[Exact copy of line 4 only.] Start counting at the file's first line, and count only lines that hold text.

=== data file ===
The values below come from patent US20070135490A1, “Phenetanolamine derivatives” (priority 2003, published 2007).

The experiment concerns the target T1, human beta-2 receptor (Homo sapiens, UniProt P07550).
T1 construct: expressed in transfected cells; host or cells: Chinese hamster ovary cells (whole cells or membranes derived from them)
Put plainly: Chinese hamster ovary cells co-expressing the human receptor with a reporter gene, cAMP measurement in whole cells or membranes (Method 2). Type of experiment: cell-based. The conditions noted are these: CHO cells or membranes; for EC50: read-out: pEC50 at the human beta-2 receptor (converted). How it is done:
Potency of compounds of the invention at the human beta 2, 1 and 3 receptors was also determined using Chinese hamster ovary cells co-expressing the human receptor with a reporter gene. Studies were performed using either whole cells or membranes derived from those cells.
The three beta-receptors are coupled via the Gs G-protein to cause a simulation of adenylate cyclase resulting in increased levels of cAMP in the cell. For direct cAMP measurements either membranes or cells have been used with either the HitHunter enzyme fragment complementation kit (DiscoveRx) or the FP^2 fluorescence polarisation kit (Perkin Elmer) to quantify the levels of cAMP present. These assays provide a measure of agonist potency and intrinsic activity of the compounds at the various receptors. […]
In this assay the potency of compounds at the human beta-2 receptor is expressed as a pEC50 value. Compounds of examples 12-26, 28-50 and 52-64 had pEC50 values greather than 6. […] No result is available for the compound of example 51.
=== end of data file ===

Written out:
Put plainly: Chinese hamster ovary cells co-expressing the human receptor with a reporter gene, cAMP measurement in whole cells or membranes (Method 2). Type of experiment: cell-based. The conditions noted are these: CHO cells or membranes; for EC50: read-out: pEC50 at the human beta-2 receptor (converted). How it is done: